T.S. Eliot’s poem of 1922, “The Waste Land,” lays philosophical and stylistic ground for the Modern literary movement in which human experience takes the performative shape of inner dialog (or soliloquy) for the benefit of the reader/audience. This essay will argue that Eliot’s poem is an existentialist work that is not merely informed by Shakespeare’s Hamlet (the earliest example of British existentialism), but is directly modeled after it, in Eliot’s attempt to rectify the play’s perceived failings. Existentialism as a key to unlocking the mood of Modern literature is overlooked by those critics who relegate existentialist literature to the years following the Modern period. While the official “birth" of the philosophy begins after World War II, this paper will argue that the questions most posed by existentialism are not new to literature. They are at least as old as Shakespeare, in fact, and we see evidence of “the old questions” (to which Beckett alludes in the 1950s) in Hamlet, dated to 1600. It is my argument that, while Eliot’s critique of Hamlet concludes with its failure, there are clear parallels between "The Waste Land" and Shakespeare’s play. Despite Eliot’s critique, within the Modern literary tradition (which at its heart lionizes individual consciousness) Hamlet is never far from the page.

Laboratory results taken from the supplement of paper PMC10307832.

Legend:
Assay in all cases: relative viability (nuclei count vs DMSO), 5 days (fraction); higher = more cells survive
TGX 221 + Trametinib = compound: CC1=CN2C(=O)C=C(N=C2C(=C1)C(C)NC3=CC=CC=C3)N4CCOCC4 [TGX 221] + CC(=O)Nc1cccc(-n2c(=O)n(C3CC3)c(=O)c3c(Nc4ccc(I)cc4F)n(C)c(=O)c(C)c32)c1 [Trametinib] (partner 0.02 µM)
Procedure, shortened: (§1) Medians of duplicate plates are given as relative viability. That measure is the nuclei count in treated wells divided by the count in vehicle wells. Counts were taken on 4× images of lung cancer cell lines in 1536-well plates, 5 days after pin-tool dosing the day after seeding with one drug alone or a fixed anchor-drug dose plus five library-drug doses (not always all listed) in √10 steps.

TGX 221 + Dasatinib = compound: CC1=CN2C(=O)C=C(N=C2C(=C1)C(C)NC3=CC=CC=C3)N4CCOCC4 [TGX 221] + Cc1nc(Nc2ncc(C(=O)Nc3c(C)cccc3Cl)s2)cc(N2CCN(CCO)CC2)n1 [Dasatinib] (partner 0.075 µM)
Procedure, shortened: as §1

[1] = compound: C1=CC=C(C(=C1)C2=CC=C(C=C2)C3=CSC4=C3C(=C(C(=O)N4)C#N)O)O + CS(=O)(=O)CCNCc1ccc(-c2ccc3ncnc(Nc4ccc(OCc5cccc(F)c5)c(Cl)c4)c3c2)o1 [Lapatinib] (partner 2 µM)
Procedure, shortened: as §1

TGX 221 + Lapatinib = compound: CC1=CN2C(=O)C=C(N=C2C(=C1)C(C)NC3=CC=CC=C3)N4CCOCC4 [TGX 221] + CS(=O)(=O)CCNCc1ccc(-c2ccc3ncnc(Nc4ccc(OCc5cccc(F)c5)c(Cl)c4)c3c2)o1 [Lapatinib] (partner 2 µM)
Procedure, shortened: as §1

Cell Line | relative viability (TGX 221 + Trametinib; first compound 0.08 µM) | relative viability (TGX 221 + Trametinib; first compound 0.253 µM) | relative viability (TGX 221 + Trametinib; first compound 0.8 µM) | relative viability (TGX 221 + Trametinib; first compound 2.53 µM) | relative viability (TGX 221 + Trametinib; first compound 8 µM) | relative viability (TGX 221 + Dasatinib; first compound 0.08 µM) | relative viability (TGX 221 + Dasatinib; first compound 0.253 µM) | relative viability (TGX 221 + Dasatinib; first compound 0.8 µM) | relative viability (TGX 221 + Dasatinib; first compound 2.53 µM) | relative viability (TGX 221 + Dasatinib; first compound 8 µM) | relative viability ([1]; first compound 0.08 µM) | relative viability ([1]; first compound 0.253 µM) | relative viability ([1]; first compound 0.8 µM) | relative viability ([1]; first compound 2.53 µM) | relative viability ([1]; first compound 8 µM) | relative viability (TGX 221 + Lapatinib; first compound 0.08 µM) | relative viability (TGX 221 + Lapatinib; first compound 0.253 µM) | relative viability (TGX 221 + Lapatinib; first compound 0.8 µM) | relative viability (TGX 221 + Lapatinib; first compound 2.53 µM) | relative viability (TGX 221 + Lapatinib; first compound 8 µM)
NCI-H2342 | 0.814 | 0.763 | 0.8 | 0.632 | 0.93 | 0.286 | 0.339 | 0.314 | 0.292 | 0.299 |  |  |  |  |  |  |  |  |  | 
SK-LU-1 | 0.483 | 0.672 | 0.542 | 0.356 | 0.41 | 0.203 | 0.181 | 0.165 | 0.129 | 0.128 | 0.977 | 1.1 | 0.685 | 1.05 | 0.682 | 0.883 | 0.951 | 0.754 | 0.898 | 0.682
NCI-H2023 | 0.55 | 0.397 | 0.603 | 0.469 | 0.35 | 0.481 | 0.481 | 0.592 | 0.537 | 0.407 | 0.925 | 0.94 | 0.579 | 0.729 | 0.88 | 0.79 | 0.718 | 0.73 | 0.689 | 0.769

"Something is Rotten in the Unreal City: Hamlet in The Waste Land,"
The Hilltop Review: Vol. 8
, Article 6.
Available at: http://scholarworks.wmich.edu/hilltopreview/vol8/iss2/6